The FBI raid on the offices of powerful Chicago Alderman Ed Burke’s offices on Thursday brought the ever-simmering leftist hysteria about the Mueller investigation back to the surface.
Burke, an alderman for 50 years, was also Trump’s lead attorney on property tax matters for his Chicago buildings. This led to some pretty wild speculation that Mueller had something new on Trump that he was going to get from documents found in Burke’s possession.
But as an editorial in the Chicago Sun-Times points out, this is nonsense.
When we look a little more closely, it’s abundantly clear the feds aren’t looking into Burke because of Trump. At least not for now.
• The investigation is being handled by the public corruption squad of the Chicago FBI office, not by investigators for Special Counsel Robert Mueller.
• Federal agents raided both Burke’s City Hall office and his ward office, indicating the investigation involves a city government deal. Had they been interested in Trump’s relationship with Burke, they would have hit up Burke’s law office, where attorneys who handled property taxes for Trump Tower Chicago most likely keep their records.
• Sun-Times reporting so far indicates there’s no presence of Trump in the Burke probe. “A source told the Sun-Times the raids were in response to new allegations, and not prompted by any past controversies that have swirled around Burke,” our main story reads. “That means, for now, the investigation isn’t focused on Burke’s property-tax-appeal work for President Donald Trump, or Burke’s oversight of a city workers’ compensation fund, among other matters.”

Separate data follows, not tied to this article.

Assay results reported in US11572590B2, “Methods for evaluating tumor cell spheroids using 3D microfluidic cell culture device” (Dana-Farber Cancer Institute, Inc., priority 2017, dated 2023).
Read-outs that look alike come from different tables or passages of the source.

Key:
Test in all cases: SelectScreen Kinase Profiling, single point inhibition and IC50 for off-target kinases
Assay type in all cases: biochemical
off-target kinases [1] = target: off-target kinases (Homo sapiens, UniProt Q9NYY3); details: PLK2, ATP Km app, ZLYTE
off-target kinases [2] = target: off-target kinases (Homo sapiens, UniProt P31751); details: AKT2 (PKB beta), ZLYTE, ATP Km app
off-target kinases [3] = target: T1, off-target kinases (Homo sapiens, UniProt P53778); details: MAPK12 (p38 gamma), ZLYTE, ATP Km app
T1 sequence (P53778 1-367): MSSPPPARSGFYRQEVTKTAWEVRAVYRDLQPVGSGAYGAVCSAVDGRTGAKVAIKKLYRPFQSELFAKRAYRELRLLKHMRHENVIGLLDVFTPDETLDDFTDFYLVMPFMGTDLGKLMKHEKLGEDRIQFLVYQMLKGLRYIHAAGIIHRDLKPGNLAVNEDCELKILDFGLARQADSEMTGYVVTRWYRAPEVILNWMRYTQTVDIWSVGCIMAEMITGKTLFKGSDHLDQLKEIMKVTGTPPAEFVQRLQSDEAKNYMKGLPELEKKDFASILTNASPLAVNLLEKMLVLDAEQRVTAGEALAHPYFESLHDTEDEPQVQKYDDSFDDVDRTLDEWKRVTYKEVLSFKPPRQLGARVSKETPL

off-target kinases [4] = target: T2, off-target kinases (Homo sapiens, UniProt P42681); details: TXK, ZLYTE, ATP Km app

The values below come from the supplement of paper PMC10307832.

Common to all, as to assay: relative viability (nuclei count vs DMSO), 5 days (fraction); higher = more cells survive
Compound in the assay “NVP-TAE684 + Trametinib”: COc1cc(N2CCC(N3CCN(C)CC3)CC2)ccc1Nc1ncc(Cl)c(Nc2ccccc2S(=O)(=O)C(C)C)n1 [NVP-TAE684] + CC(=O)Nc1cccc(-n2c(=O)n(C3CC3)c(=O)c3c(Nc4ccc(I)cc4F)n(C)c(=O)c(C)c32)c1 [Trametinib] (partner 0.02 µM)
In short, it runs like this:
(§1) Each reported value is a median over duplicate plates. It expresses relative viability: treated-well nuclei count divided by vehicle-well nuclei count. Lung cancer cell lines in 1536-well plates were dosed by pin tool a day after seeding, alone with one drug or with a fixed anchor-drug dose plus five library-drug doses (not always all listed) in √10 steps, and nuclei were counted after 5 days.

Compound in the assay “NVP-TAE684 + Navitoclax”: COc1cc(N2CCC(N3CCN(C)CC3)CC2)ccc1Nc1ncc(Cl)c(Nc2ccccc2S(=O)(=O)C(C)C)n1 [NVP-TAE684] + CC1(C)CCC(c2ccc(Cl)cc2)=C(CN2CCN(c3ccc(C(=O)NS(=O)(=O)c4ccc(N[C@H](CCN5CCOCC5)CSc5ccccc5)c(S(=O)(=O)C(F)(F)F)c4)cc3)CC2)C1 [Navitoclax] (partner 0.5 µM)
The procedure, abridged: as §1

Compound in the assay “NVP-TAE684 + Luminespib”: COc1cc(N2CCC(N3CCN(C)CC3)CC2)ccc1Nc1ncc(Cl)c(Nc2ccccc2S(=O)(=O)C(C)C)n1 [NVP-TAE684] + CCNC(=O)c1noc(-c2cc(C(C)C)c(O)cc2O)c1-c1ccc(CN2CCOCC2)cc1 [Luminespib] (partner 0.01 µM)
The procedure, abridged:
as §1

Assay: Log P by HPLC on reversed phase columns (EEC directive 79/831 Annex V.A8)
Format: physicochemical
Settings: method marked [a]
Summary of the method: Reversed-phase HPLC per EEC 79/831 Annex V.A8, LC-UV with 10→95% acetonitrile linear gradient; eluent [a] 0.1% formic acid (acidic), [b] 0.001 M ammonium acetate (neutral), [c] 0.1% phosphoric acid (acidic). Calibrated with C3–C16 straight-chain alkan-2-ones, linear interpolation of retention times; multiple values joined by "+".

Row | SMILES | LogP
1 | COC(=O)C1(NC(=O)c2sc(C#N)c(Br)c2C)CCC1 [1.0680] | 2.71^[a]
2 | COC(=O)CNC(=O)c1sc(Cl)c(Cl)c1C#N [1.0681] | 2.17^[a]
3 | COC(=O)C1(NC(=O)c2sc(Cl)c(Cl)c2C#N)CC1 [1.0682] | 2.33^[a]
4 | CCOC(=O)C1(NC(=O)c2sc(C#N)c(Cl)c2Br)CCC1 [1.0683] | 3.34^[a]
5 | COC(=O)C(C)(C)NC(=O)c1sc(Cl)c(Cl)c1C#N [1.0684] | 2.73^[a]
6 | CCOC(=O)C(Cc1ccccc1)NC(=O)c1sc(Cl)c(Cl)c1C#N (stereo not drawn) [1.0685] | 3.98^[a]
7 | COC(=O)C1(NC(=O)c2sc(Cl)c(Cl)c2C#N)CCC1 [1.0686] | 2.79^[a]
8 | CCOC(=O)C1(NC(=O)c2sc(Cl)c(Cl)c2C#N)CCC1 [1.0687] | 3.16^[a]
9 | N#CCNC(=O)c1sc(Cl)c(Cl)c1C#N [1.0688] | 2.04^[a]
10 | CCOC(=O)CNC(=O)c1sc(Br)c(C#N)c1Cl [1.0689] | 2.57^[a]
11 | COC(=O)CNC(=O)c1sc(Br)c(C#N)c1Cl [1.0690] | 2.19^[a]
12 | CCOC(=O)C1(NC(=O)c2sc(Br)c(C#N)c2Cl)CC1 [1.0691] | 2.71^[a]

Nobody can say where this might lead.
But, for now, we’re thinking this is more a Chicago Way kind of thing.
“Wanna get Capone? Here’s how you get him. He pulls a knife, you pull a gun, he sends one of yours to the hospital, you send one of his to the morgue. That’s the Chicago way, and that’s how you get Capone.”
“The Untouchables” has achieved almost cult status, and has worn very well through the years. The hard-bitten beat cop Jim Malone played by Sean Connery was schooling Eliot Ness about how things really work in Chicago.
Columnist John Kass, who popularized the phrase, sees the connection to politics more than the mob. “Even so, the chief purveyor of the term is Tribune columnist John Kass, who has used the phrase in about 120 columns since 2000. Kass’ concept of the term is different from Mamet’s. To Kass, the Chicago way does not describe a policy of escalating violence; it reflects a constant erosion of society from a corrupt system of insiders giving political favors to each other.”
Chicago is a city where the lines are blurred between the legitimate businessman and the crook, the politician and the “Outfit,” and the exercise of power and corruption. Most players straddle that line, dipping a toe into both sides. Burke, no stranger to Justice Department investigations, may not make it through this one unscathed. But “The Chicago Way” will continue to be how business and politics is conducted in the Windy City.